Under 100 National Guard soldiers currently activated amid slow start to Chauvin trial

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Monday marked the start of the trial of Derek Chauvin, the former Minneapolis police officer charged in the death of George Floyd. However, jury selection was delayed and law enforcement noted low activity thus far.

In an afternoon update regarding Operation Safety Net (OSN), Minnesota National Guard Adjutant Gen. Shawn Manke said around 100 soldiers were currently activated to provide security in and around the Hennepin County Government Center.

Law enforcement leaders across several departments thanked those who have protested in Minneapolis for being peaceful. Minneapolis Police Chief Medaria Arradondo reiterated their support for people exercising their First Amendment rights as long as they stay peaceful.

"It was a wonderful statement about how this can be done the right way … and I hope that continues," Col. Matt Langer, head of the Minnesota State Patrol, added.

Minnesota Department of Public Safety Commissioner John Harrington noted there weren’t any credible threats to the trial or Minneapolis, as of Monday afternoon.

Authorities said they remain prepared to respond to any events that become violent or need an immediate response but there was low activity Monday morning.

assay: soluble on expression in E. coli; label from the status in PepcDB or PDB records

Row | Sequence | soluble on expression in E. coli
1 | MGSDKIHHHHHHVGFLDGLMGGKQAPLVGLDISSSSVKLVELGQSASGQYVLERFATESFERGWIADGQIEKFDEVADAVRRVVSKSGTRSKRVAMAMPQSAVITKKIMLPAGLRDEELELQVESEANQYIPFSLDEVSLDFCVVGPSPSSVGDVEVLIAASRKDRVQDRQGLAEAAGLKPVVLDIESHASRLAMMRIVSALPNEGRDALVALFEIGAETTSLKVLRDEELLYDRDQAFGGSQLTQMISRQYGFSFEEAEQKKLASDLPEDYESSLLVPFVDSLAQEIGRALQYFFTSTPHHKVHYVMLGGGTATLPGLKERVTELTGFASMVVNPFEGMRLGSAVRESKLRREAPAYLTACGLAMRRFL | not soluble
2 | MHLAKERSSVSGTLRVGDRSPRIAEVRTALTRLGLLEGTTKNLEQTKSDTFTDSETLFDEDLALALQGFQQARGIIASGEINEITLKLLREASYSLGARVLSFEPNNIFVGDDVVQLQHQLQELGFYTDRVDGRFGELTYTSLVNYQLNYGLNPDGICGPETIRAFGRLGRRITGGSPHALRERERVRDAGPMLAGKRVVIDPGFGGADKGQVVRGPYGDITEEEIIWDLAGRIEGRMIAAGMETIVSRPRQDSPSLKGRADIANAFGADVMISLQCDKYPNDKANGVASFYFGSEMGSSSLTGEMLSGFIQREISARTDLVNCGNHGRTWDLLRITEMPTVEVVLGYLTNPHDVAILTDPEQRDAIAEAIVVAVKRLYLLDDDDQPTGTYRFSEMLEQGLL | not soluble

As of now, OSN is in phase two of four. Phase one was for preplanning, and phase two includes being ready for jury selection and the demonstrations that have begun.

Chief Arradondo said phase three will happen when, or if, there is a verdict. Then, the chief said people can expect to “visually see” law enforcement ramp up in all metro communities.

Also mentioned today by Chief Arradondo, as long as demonstrations continue to be peaceful and non-destructive, there will be no need to speed up the phases.

Even so, their operation is still adjusting. The director for the Minneapolis FBI field office said that specialty bomb technicians will be heading to the Twin Cities this week. Their job will be to connect with the current operation and be ready to respond to suspicious, hazardous, and potentially explosive devices.

On that note, OSN again has not identified any credible threats but urges community members to report any suspicious activity or people who are seeking to cause harm.

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